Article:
How do you measure a rivalry? Is it in the media coverage or the distance between the schools? Is it in whether it has a clever name or whether Stuart Scott used to rave about it? Is it measured in references in pop culture, whether most of the staff of ESPN’s college basketball crew went to one of the schools, or how often the teams meet? I’d posit its none of the these. The way to measure a true rivalry is whether a fight might break out at any moment.
Watch coverage of any rivalry and you’ll get positive platitudes about the opponent, see pregame handshakes, and hear the announcers mention how much the programs respect each other. That won’t happen come this Saturday when Xavier meets Cincinnati in the Crosstown Shootout. The Shootout isn’t a rivalry like Duke-UNC or Ohio State-Michigan, it’s a rivalry where the teams hate each other and physical violence. Ten years ago, it did.
Saturday, December 10th of 2011 dawned bright and clear. By game time it was a typical Ohio December day. The air was crisp in the low 30s, but not bitter, the sun was shining, and the biggest rivalry in college basketball was about to tip. Indiana play Kentucky, Kansas played Ohio St, and Michigan St played Gonzaga all on the same day. By the end of the evening, no one would remember those games.
The Shootout has always been heated, but in the years leading up to the 2011 game it had become even more so. In 2008 in a game that the AP called “the roughest one of them all” Xavier won but Derrick Brown was ejected and Kenny Frease and Yancy Gates were both given technicals for a fight. 2009 and 2010 both saw more technicals and benches engage with players on the court. The stage was set for something major.
In the run up to the 2011 Shootout Sean Kilpatrick did an interview in which he said that Tu Holloway wouldn’t start for UC “with the players we have now.” Cincinnati did have a good team that year, but the idea that Cashmere Wright or Dion Dixon was at the level of Tu Holloway was absurd. Holloway, as was his wont, took that very personally.
Less than five minutes into the game, the vitriol started. Kilpatrick was fouled (kind of) by Andre Walker and went to the line. As he stepped up, he was greeted by the chant of “who’s Kilpatrick?” Kilpatrick finished the game 3-12 from the floor. While Holloway remained quiet, his backcourt mate Mark Lyons did not. Lyons, the self styled King of Upstate, was a constant stream of trash talk. His coach, Chris Mack, picked up a first half technical and noted idiot Mick Cronin was his usual bombastically whiny self.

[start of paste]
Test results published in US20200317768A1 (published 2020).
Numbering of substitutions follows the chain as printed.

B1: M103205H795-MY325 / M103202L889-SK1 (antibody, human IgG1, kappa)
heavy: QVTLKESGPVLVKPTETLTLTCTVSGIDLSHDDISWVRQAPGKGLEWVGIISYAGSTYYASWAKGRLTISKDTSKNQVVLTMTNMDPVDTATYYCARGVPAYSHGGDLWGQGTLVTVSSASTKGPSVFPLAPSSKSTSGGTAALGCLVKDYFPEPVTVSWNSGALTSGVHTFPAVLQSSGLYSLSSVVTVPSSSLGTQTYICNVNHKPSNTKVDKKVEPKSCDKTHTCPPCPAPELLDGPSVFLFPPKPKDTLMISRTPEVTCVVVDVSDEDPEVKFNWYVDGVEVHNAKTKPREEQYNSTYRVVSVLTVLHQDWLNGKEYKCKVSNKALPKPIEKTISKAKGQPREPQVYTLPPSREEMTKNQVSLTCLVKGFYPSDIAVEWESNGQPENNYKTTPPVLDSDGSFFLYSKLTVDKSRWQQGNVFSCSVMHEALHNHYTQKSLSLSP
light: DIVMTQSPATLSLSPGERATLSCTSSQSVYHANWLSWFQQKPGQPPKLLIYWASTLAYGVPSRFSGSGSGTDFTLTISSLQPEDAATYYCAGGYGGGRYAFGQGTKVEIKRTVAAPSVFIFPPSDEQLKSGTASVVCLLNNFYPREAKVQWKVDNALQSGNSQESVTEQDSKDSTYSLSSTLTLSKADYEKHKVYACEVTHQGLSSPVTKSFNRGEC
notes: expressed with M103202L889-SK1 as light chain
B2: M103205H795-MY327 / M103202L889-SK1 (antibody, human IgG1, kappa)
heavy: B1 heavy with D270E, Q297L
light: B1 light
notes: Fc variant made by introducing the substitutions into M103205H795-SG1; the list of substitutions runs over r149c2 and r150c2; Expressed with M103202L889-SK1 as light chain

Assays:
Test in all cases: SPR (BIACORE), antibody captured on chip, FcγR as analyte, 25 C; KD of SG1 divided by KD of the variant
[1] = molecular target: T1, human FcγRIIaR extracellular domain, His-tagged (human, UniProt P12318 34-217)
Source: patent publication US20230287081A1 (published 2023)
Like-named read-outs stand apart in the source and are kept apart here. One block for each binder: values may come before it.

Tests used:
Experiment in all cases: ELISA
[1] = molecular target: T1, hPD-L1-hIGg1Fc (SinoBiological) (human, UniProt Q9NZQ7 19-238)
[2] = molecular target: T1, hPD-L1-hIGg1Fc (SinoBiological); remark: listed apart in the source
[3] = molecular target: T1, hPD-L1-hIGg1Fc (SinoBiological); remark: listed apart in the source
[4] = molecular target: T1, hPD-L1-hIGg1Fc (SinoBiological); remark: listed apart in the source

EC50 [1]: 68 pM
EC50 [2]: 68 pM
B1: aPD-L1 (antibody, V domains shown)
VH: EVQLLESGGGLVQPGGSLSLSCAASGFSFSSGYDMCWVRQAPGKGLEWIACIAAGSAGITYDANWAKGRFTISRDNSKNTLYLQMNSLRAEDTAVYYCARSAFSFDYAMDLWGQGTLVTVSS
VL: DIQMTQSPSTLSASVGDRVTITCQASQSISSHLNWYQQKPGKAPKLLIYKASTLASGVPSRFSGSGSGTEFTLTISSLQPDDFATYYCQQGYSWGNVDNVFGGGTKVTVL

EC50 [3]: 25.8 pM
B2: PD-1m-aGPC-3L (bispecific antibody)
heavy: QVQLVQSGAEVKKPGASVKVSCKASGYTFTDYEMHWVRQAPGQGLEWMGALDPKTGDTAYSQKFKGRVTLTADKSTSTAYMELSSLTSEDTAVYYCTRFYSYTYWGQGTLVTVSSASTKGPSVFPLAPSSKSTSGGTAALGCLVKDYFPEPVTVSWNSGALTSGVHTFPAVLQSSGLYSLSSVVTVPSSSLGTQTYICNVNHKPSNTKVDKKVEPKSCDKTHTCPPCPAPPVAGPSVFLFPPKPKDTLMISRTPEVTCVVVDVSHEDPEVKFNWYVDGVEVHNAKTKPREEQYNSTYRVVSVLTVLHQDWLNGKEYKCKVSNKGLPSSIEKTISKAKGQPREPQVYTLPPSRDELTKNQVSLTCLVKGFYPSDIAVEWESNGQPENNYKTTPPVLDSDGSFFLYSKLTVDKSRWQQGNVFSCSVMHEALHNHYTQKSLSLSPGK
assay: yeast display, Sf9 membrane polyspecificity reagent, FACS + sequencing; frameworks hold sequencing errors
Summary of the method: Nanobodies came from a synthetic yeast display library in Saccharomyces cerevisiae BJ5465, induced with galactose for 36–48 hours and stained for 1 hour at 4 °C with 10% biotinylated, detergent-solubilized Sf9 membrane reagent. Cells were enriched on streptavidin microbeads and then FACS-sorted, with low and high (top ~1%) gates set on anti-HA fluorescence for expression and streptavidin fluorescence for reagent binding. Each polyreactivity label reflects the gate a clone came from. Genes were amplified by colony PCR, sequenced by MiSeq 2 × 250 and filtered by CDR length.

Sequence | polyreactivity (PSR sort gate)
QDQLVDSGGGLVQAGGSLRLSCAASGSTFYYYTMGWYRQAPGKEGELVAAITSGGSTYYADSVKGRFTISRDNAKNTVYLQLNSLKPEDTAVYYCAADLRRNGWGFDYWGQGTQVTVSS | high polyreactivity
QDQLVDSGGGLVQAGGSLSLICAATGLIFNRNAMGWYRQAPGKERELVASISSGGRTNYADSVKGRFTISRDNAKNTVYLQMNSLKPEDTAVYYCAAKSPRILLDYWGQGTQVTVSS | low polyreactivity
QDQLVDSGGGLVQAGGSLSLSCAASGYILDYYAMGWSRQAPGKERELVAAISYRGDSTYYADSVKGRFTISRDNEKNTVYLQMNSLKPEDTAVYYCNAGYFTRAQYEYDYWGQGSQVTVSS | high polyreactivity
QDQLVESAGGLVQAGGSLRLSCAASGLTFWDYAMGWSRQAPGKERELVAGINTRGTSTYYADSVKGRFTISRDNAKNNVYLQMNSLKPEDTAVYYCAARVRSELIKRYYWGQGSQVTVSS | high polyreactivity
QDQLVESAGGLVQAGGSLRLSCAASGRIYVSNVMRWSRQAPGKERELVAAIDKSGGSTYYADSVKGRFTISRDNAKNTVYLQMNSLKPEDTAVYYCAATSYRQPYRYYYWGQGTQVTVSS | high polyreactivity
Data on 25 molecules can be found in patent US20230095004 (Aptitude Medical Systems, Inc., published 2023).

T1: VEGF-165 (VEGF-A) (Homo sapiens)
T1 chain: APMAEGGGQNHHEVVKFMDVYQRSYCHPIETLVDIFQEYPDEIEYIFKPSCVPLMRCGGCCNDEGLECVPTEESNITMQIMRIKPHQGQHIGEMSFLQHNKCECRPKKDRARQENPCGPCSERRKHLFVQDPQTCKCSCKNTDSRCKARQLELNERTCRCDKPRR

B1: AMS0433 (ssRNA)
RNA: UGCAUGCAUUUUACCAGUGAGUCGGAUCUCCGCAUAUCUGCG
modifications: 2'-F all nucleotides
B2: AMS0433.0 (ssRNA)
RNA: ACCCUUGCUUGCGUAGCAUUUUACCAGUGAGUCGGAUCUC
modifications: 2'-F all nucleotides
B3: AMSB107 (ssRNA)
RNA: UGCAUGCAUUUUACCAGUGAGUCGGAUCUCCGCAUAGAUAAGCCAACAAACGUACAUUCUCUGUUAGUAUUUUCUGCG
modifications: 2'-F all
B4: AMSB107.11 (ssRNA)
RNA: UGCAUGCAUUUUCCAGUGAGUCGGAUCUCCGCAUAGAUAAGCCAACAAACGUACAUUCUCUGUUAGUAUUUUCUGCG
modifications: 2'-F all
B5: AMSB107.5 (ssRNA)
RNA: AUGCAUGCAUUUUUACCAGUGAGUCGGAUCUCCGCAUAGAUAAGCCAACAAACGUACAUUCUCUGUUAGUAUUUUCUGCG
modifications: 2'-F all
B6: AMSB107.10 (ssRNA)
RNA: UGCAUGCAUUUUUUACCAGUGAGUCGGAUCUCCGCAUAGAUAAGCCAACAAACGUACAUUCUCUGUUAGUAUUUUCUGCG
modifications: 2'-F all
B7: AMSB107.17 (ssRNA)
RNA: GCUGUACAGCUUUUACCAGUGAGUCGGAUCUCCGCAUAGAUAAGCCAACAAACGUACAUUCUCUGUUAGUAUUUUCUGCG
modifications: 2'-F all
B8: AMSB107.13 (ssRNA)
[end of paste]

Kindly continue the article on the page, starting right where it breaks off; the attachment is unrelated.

Xavier went on a 17-2 run that spanned half time and ended the game as a real contest. Tu warmed to the game and ran it from the point. While Wright and Dixon combined to go 5-24, Holloway was 5-10 and went for 17/6/2. With ten seconds left, he finally opened his mouth.
“I was just saying it’s my city right here. I’m cut from a different cloth. None of them guys on that team is like me, so I don’t understand. I felt disrespected for them guys to come at me and talk like that, so I let the whole staff over there and let their players know that none of them is like me.” No one was like Tu, but his soliloquy to the UC bench was not well received. After more jawing, Holloway and Bearcat scrub Ge’Lawn Guyn squared up, Dez Wells leveled Guyn, and off we went.
Our coverage of the fight was pretty comprehensive and will be linked below. Ultimately, though, it wasn’t that the benches cleared or that some people used their potty words, it was the intensity of the fight that caught national attention. This was not the usual milling around jawing kind of altercation, it was a fight being conducted by guys who knew how to scrap. Lyons pointed out that where comes from you don’t back down from a bully. Tu said that Xavier’s players were “grown men” who “zipped them up.”
Zip Em Up has lingered in the Xavier lexicon and become so commonplace that transfers to the program do it after wins now. The Fight led to the game being renamed for a year, “reflection sessions,” and Mick Cronin somehow being even more of a bloviating fool. The rivalry hasn’t spilled into violence since, but it lingers just beneath the surface every time the teams meet.
True rivalry isn’t mutual respect and post game back slapping. It isn’t Tobacco Road or the The Game or anything else sustained mostly by a media narrative and a need to drive storylines. The Crosstown Shootout is a rivalry maintained and sustained by genuine antipathy. Violence waits on Saturday, whether it spills over again like it did 10 years ago will be the question on everyone’s mind when the opening tip goes up.